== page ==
So, what’s different about winter?  The major differences are lower air temperatures and shorter hours of daylight. The major variable is precipitation. What does this mean in the stream? Rainbows are said to be happiest between 11 and 16 degrees Celsius. So, what if water temperature is lower?  

The fish do feed but not as actively probably because invertebrate life slows down.

After the winter solstice, days lengthen, water temperatures start to rise and hopefully melting snow raises levels. One certainly observes more feeding activity.

Part of this may be because fish have spawned and now have the head space to concern themselves with other activities like feeding. I think it is more likely to be a case of increased invertebrate activity and hence availability as food.

I’m quite certain that flow rate is the most important variable influencing spawning, and insect activity.

I have watched portions of river come alive almost over-night as snow melts increasing the flow rate and depth. Water where one could not find a fish yesterday becomes active overnight and you may take a fish on every decent drift. Deeper faster water definitely caries more food items. I have seen mayflies hatching during a blizzard. (there was good flow)

 Stream insect may well have deposited their eggs in the stream environment to lie waiting until water temps increase. Eggs are definitely always present in the stream beds. This becomes obvious when one sees how quickly the insect populations recover after extended low water periods.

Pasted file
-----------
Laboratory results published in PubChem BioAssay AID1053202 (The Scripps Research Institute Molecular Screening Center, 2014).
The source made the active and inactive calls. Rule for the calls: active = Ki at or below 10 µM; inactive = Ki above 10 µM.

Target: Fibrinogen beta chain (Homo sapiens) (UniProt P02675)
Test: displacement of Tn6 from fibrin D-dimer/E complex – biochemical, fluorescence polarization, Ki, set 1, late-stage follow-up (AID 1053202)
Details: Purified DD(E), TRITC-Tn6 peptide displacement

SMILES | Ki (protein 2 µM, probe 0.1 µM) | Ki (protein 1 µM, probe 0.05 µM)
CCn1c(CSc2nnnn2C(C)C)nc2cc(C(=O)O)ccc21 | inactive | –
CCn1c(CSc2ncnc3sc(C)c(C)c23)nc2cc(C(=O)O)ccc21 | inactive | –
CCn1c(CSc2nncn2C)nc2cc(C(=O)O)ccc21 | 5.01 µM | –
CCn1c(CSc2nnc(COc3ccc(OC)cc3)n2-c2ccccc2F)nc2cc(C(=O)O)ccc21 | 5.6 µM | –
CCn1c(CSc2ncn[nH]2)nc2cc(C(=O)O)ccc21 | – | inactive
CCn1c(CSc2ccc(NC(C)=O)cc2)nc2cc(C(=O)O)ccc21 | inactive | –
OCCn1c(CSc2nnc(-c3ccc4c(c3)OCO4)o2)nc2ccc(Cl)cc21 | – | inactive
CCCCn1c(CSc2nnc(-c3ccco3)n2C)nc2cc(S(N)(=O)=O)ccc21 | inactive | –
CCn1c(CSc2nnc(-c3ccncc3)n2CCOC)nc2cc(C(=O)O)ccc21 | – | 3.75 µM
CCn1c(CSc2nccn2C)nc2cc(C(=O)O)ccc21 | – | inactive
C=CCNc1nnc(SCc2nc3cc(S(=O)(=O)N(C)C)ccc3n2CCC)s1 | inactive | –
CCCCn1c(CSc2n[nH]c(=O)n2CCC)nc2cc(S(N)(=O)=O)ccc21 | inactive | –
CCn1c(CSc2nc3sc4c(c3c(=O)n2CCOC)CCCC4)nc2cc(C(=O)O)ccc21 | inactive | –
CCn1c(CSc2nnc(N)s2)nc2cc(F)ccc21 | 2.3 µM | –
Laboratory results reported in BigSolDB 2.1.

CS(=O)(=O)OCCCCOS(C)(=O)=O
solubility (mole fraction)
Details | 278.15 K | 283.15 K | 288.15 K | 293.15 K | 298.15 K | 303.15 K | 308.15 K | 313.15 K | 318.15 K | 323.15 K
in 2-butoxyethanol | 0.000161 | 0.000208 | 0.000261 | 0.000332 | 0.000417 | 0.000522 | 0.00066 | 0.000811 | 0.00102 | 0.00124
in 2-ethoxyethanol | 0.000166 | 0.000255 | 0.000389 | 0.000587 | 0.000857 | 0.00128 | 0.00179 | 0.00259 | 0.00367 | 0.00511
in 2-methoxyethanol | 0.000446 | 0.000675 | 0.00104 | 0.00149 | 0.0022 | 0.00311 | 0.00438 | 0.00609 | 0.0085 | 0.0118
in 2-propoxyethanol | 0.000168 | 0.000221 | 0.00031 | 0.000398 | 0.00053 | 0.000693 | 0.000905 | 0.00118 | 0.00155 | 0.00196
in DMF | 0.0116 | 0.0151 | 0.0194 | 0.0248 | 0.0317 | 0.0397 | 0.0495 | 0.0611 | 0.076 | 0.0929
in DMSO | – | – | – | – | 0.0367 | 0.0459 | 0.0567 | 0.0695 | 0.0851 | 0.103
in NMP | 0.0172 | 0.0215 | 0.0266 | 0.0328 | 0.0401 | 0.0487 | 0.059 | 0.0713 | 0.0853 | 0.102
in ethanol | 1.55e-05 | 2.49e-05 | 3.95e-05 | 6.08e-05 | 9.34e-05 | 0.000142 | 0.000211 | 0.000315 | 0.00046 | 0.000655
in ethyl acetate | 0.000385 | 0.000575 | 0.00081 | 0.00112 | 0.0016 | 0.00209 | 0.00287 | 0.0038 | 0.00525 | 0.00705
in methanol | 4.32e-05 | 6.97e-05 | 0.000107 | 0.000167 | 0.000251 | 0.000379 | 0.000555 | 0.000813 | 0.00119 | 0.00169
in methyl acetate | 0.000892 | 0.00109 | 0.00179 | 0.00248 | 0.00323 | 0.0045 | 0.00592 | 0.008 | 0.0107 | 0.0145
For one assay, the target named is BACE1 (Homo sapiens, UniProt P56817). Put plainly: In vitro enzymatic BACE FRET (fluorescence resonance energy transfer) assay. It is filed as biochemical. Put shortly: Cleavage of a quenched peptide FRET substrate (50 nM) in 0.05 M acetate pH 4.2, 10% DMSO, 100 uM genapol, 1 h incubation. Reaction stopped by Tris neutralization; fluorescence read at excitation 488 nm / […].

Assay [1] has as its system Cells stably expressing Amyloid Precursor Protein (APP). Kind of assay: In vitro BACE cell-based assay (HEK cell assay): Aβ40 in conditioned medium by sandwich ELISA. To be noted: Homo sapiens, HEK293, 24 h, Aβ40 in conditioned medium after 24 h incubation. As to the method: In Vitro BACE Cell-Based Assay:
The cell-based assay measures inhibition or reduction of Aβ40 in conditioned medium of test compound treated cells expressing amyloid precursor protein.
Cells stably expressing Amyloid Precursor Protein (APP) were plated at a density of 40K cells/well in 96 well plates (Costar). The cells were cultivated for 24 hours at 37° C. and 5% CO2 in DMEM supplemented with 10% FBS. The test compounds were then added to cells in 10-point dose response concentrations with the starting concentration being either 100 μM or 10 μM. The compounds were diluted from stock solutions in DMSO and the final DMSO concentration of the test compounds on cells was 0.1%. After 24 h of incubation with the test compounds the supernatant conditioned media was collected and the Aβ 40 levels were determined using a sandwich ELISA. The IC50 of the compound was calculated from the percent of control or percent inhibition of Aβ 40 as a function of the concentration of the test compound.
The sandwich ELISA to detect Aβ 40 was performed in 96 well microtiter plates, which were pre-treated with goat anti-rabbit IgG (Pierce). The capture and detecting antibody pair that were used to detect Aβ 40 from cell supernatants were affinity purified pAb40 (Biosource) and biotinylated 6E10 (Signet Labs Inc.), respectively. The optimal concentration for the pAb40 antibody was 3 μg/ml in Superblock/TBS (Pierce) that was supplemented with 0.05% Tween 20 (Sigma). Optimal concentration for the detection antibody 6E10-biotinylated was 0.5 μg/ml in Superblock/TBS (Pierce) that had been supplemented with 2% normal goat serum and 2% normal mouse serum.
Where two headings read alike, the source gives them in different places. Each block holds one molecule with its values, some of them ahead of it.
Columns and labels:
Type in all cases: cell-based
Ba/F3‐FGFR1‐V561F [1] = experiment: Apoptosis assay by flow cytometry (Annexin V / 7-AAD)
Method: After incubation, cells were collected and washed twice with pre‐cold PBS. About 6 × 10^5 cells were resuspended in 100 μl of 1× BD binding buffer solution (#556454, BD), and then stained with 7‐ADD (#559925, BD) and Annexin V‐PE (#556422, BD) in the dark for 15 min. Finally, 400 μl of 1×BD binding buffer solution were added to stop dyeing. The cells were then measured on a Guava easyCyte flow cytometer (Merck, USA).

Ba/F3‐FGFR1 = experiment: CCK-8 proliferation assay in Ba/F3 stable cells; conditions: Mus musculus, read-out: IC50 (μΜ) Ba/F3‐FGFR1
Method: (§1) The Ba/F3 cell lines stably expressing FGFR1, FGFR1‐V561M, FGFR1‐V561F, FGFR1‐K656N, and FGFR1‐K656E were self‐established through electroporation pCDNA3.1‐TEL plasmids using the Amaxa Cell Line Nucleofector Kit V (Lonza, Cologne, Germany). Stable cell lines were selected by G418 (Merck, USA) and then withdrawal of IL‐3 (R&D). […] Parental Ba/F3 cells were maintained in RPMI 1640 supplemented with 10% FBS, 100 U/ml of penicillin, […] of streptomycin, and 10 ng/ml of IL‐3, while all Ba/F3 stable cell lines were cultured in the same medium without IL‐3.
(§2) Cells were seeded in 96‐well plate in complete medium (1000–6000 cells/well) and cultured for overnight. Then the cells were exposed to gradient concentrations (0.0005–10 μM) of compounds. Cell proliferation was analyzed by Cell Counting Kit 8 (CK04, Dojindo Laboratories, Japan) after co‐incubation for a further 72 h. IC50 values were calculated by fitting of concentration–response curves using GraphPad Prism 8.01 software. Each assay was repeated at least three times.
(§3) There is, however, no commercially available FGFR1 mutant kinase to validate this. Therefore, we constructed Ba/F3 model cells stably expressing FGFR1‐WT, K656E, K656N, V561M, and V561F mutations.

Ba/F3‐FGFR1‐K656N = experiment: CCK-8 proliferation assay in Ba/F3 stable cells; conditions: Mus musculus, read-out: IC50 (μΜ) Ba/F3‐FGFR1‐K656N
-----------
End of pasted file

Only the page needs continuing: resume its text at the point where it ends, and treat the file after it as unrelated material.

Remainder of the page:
At present, due to lack of snowfall we have low flow rates and lower stream levels with exceptional water clarity and a build-up of algae. Among the benefits of snowmelt, are that it arrives clean, over an extended period and scours the stream beds.

In other words, the odds are stacked against the angler. Two issues arise here: disturbing the water and revealing oneself. The solution encompasses stealth, patience and presentation. One must remove oneself from your quarry as much a possible by lengthening your leader and using flies that land gently, flies like the RAB or Cdc patterns. In shallower water the fish will be looking up and I doubt that a nymph would be necessary, the plop as it arrives on the surface may well scare the fish and then there is a need to clean one’s fly regularly because of the algal build up.

Slow down, watch.

You may well cast line onto bank, leave it, watch the feeding fish and present with one single sweep according to its rising rhythm.

Observation has revealed that the targeted fish may not be taking ones fly when you see the rise, they are actually drowning the fly and then quickly turn to eat it. A fish of a greater length than the depth of water it is taken from is certainly a trophy. Deeper pools offer refuge to larger fish. With decreased flow swinging a streamer becomes impossible and one may well have to animate ones fly by retrieving.

In still water, midges and snails take on more importance as food sources.

Trust that this gives readers something to ponder on and I hope that we receive good snowfalls before winter ends and you all come to visit the area.


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